These days, Daniel J. Hilferty leads Independence Blue Cross, the region's largest health insurer. Hilferty's clearly done quite well with the job -- he's earned enough over the years to raise and educate five children and the whole family can retreat to a second home in Ocean City.

Yet, clearly, Hilferty sees this job -- and the job he held prior to it -- being the head of the AmeriHealth Mercy (now AmeriHealth Caritas), Independence Blue Cross's Medicaid subsidiary, as a form of public service. As it turns out, his current job has its roots in his relative lack of talent as a basketball player.

"I wanted to be a basketball player as a little boy, but as I grew older, I realized that I had a level of skill in basketball [that was] not good enough to be a professional," Hilferty told me in our Leadership Agenda interview, published in Monday's Inquirer. So instead, "I worked in playgrounds, and was very involved in communities around those playgrounds.

"After college, I joined a group similar to the Peace Corps called the Jesuit Volunteer Corps and ran a community center in Portland, Oregon. We needed funding and I went to City Hall to get funding. I realized that a) I really enjoyed community service, and b) being involved in the political process," he said.

After losing in his one bid for public office, Hilferty concluded, perhaps wisely, that "it wasn't the political fray I liked, it was public policy. I wanted to combine community service and public policy. Where better to exercise both of those [than] in health care? So that's how I got onto the healthcare track."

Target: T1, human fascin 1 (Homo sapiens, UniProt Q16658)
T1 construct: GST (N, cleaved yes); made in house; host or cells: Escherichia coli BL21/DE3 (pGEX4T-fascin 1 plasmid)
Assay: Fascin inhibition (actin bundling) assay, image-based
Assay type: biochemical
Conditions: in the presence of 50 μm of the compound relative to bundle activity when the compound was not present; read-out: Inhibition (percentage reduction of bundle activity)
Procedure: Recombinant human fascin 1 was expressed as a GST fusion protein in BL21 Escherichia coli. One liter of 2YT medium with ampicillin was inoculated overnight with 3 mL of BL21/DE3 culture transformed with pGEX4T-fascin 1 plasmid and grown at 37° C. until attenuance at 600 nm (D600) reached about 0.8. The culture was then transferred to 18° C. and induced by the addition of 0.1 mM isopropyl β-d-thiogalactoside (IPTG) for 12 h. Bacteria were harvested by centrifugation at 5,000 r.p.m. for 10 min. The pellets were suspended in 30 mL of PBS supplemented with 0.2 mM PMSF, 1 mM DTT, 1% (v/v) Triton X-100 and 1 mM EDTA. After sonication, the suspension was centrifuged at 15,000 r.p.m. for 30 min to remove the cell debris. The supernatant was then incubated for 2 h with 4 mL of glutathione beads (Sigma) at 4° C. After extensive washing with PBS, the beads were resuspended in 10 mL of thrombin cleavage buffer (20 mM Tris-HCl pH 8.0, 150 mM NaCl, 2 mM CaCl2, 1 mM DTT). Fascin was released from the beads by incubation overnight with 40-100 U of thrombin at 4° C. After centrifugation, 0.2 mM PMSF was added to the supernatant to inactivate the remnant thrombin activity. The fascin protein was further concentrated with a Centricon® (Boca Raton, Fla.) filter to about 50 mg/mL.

Hilferty joined Mercy Health System as a government affairs officer and then moved to head AmeriHealth Mercy, now AmeriHealth Caritas.

I asked him why he liked the Medicaid business so much. (Medicaid, by the way, is government-paid health insurance for the poor.)

"All my jobs have been based in the community," Hilferty said. "In order to make Medicaid managed care work, you need to know the community."

This is where my reporter cynicism kicked in. How, I asked him, does a person with so much privilege know about the "community?" Hilferty didn't use that moment, although he could have, to remind me that his father had died of lung cancer at the age of 38, when Hilferty was three years old, the youngest in a large family.

"We are all human beings trying to work our way through this thing called life, so let's put that to health care. Here's what I think: Regardless of people's economic status, they want to be treated with respect, they want to feel good about themselves, and ... they want to have access to things that can help them and their families," he said.

I pressed him a little more.

"Here's what I know," he said, pulling his insurance ID card from his wallet.

"Pre Medicaid-managed care, people would wait in line in a clinic or in an emergency room for care that varied in level and quality," he said. "When Medicaid-managed care came out, and forgive me, I'm going to use my ID card, that person who was Medicaid eligible or one of the people who own the Inquirer, they both had a card that they could access care through a primary care physician with dignity and they were going to be treated with the utmost respect.

"So for me, helping create the gateway for those less fortunate to access the same level of health care, to make the same choices as I can in health care, that for me was the most rewarding."

Click here to read Monday's blog post on how Hilferty came to realize that he would be a good leader .